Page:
PRESS DIGEST - Wall Street Journal - Dec 4
Dec 4 (Reuters) - The following are the top stories in the Wall Street Journal. Reuters has not verified these stories and does not vouch for their accuracy.
* U.S. Vice President Joe Biden's visit to Beijing on Wednesday was long intended to boost trade but instead has become an urgent diplomatic mission. ()
* Federal regulators are expected next week to approve a toughened version of the so-called Volcker rule, opening a new phase of stricter oversight for Wall Street. ()
* Forget Internet IPOs: One of the best investments of the past couple of years was a bankrupt airline.
* Big banks have been retrenching from the mortgage business recently, leaving smaller players to pick up larger chunks of business. The midsize and smaller players have grown despite tightening their underwriting standards, much like larger banks have since the financial crisis. But the smaller banks' capital rules aren't as stringent as those that make mortgages a costly enterprise for the biggest firms. ()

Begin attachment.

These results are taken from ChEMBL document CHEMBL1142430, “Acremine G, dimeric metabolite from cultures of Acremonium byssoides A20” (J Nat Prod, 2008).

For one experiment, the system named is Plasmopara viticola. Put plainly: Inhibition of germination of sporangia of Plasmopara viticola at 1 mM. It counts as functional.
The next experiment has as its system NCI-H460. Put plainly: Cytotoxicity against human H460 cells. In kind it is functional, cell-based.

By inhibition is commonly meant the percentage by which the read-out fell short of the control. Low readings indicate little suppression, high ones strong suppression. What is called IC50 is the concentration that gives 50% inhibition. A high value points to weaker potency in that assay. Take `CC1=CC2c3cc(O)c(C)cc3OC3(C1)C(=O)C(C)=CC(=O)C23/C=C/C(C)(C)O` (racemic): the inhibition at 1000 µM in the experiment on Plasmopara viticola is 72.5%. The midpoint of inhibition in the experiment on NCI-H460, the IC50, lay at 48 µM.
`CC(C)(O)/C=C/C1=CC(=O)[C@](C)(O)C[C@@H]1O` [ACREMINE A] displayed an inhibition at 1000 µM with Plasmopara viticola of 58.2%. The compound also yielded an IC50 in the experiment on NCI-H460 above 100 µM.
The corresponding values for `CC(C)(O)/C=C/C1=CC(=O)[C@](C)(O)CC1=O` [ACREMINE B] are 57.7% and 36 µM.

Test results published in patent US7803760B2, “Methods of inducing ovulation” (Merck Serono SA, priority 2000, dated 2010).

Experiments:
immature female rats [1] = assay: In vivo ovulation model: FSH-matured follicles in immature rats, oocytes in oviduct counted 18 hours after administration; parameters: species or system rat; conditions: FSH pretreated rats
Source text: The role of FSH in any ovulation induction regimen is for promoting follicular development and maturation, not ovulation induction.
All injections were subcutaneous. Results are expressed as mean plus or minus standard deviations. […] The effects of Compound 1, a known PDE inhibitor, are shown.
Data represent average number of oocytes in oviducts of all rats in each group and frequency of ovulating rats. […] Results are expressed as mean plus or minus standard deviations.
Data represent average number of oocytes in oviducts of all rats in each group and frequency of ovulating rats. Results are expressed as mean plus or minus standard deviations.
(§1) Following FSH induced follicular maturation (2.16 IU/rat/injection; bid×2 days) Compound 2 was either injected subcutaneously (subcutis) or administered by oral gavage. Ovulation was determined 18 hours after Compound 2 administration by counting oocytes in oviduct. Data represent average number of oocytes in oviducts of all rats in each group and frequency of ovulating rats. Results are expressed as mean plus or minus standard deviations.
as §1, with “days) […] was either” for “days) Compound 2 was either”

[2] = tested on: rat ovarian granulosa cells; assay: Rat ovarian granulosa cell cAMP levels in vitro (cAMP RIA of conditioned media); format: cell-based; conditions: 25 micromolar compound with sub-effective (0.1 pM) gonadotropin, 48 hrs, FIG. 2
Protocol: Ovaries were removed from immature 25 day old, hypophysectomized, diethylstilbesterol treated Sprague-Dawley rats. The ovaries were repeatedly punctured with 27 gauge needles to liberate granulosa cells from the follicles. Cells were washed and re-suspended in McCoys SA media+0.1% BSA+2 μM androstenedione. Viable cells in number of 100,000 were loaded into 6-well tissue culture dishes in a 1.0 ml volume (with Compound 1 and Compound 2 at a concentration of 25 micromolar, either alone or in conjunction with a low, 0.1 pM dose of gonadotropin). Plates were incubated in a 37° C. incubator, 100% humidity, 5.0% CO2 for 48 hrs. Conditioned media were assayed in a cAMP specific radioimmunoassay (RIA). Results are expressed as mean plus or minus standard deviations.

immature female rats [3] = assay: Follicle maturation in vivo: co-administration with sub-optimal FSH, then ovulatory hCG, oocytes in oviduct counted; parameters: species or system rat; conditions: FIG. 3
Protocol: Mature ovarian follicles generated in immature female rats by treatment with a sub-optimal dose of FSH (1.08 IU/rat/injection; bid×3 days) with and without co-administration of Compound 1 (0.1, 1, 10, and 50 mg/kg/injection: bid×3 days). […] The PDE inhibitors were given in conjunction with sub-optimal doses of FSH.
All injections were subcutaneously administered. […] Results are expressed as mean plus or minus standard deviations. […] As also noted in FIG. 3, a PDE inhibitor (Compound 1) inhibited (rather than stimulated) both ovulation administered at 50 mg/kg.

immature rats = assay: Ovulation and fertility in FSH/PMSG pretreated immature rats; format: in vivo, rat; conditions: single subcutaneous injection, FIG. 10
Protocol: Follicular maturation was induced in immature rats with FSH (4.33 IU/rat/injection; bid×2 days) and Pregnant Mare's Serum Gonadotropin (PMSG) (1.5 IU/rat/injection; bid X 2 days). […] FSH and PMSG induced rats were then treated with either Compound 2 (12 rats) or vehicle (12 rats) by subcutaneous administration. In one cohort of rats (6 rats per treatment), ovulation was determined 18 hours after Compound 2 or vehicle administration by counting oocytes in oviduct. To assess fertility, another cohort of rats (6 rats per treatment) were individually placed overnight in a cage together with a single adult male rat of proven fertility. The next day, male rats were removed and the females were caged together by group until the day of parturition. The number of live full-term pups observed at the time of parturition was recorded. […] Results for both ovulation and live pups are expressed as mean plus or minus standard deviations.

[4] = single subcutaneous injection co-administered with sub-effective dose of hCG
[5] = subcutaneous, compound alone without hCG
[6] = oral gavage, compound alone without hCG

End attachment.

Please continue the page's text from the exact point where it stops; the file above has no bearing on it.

* European antitrust authorities are set to hit several banks with heavy fines as soon as Wednesday for allegedly colluding to rig interbank lending rates, people familiar with the matter said. ()
* Former Tyco CEO Dennis Kozlowski is set for parole early next year following his 2005 criminal conviction and imprisonment for looting the company. ()
* Apparel chains have heavy inventory loads, raising concern their weak Thanksgiving showing will force bigger markdowns that could hurt fourth-quarter profits. ()
* November U.S. auto sales ran at their strongest pace in more than six years, aided by sales promotions, but there were also signs that competitive pressure is ratcheting up on Detroit's auto makers. ()
- Mexican train derails, stranding 1,300 migrants headed toward U.S.
- Palestinian death toll rises to 77 as Israel hits Gaza over rocket fire |
- Man charged with murder in Texas shooting deaths of six |
- Wall Street edges lower on Portugal bank worry
- Berlin tells CIA station chief to leave in spy scandal